ECONOMYNEXT – Some of Sri Lanka’s bondholders who were willing to negotiate a deal before a judgement was delivered in a case filed by holdout investor Hamilton Reserve, are frustrated at what is seen as no progress in discussions, sources familiar with their thinking said.
While Hamilton Reserve has gone to court claiming to represent a 250 million dollar or 25 percent share in a billion-dollar bond with a so-called ‘single series’ collective action clause, a large majority of bondholders who have other bonds, have formed a committee to negotiate with Sri Lanka.
Western governments including the US and France have asked that the court action be stayed until negotiations with other bondholders conclude, but prospects of a deal being concluded by the time the first deadline given by the court has now dimmed.
It is not clear yet whether a second extension could be obtained from court.
If Hamilton Reserve gets a court order in their favour, before an in-principle deal to re-structure sovereign bonds is reached, other investors who were willing to negotiate and take a haircut, would not be happy, the sources said.
If Sri Lanka concludes a deal with bondholders who are willing to negotiate, they could also support Sri Lanka to use other legal options including ‘exit consents‘ procedures with a super majority of 66.66 percent to weaken holdout bonds, the sources said.
For such a move, Sri Lankan banks who are also substantial owners of the bonds in question would have to get participate.
Sri Lanka has already rejected a proposal by the ad hoc committee formed by private investors to exchange a bond which will be tied to developments in gross domestic product, a so-called state contingent bond, which had substantially high coupons in the initial stages.
After that, there had been no negotiations to arrive at a compromise or break the impasse, sources said.
Amid these developments, with the clock running, frustration is mounting at what is perceived to be a lack of interest on the part of Sri Lanka.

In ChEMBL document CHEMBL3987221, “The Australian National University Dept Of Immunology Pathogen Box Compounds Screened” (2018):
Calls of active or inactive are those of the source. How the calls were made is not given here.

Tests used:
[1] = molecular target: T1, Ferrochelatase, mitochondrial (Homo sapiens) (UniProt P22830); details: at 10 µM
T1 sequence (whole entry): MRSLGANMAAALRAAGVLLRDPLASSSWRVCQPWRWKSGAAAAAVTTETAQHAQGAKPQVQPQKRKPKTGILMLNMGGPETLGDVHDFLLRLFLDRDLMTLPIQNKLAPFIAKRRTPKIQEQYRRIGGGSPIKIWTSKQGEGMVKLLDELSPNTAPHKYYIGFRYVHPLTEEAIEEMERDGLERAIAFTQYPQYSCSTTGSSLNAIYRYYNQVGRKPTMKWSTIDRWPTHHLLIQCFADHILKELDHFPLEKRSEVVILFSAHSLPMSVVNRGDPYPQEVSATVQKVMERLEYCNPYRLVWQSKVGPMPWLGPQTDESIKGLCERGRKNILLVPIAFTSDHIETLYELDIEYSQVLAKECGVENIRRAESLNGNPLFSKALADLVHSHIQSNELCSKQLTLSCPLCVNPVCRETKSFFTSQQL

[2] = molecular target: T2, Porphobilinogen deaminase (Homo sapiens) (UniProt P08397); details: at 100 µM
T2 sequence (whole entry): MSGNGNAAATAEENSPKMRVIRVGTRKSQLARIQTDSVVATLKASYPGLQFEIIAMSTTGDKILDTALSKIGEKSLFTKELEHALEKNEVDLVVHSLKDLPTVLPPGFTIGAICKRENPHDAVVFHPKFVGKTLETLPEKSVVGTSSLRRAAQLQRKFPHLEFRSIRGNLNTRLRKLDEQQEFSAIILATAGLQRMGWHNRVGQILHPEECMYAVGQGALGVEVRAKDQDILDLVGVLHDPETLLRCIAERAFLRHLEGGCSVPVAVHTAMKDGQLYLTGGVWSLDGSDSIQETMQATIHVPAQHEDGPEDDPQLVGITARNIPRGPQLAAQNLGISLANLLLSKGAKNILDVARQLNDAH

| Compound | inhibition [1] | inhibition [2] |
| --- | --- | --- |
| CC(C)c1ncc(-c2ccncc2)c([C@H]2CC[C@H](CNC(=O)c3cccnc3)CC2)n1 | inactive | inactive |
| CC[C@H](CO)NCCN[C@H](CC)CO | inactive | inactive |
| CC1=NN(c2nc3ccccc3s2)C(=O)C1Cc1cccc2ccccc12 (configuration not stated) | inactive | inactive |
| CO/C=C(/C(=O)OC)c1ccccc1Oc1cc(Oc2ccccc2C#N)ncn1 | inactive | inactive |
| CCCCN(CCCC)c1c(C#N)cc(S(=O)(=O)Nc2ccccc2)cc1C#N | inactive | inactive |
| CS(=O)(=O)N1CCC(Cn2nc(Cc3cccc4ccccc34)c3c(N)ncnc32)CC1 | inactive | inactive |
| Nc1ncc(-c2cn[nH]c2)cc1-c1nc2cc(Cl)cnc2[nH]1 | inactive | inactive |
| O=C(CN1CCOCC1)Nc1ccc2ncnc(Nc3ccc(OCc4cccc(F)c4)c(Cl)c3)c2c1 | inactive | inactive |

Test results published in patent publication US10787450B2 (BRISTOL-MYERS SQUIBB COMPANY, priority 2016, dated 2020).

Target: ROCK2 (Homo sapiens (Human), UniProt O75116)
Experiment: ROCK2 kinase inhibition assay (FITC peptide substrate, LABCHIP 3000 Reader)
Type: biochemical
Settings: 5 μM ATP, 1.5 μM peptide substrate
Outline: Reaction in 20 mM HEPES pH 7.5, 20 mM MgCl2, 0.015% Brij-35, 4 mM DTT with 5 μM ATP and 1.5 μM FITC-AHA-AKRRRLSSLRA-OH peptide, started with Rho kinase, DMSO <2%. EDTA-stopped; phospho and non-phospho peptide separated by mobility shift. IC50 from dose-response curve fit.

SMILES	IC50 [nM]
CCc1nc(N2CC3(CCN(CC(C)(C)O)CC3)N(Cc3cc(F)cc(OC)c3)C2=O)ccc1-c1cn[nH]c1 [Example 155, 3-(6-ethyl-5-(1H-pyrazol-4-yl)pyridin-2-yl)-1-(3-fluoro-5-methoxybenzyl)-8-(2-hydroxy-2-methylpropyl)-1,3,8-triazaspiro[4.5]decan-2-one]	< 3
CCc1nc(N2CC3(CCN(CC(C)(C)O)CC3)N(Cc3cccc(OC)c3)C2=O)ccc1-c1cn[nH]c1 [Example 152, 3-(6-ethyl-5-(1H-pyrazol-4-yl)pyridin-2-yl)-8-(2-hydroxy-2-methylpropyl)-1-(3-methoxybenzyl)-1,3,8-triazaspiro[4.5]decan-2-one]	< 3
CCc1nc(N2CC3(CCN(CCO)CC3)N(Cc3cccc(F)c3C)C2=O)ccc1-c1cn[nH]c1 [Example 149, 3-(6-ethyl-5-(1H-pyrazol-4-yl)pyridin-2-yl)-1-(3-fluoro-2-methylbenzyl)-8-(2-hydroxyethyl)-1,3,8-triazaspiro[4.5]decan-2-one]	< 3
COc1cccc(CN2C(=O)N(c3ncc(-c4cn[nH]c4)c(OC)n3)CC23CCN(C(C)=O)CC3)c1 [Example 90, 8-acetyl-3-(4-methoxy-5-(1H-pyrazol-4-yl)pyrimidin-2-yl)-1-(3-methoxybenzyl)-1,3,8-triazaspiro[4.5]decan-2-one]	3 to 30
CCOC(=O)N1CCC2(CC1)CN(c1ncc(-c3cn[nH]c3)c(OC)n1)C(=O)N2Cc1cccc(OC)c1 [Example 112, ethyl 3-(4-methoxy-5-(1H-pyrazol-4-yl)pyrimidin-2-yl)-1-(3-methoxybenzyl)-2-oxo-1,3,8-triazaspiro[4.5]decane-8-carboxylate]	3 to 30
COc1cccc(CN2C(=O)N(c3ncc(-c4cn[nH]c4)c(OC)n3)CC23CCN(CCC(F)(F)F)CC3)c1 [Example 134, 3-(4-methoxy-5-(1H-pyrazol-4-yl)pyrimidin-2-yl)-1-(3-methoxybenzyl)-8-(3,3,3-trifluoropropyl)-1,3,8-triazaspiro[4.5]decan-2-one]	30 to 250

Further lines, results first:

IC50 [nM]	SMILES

A senior Sri Lankan official said there was definitely interest on the part of Sri Lanka to conclude a deal. Sri Lanka’s government and officials are fighting multiple battles.
Sri Lankan has publicly said there were exchanges were in progress between the respective advisors, though private investors have a different view.
As far as private investors are concerned, the last proper ‘working session’ took place in Morocco.
Amid these developments tough calls may be required in arriving at an an agreement deal.
Private investors had proposed the GDP linked security due to their belief that IMF growth projections were overly pessimistic which requires them to take a bigger loss due to a resultant smaller gross financing need number.
Unless Sri Lanka is willing to give some kind of state contingent instrument, or the IMF revises upwards its macro projections, the prospects of wrapping up a deal quickly is not very bright, according to the sources.
Following the local reaction to the approach taken to re-structure domestic bonds, which however is having the intended results in falling interest rates, giving upside bonds to foreign investors would also to be problematic.
There is also a view among some bondholders that the in-principle deal that was agreed with bilateral creditors and China Exim Bank, broad details of which had now been shared, is not comparable with what was asked from them, the sources said.
Bondholders had formally complained late last year that they were not initially informed of the details of the bilateral deal.
If the bondholders had told the IMF before the review that Sri Lanka was not negotiating in ‘good faith’, the completion of the first review would have been in jeopardy, sources said.
The IMF had said that they expected Sri Lanka to have an in-principle deal by the next review with the private creditors without directly saying whether the review could pass without a deal.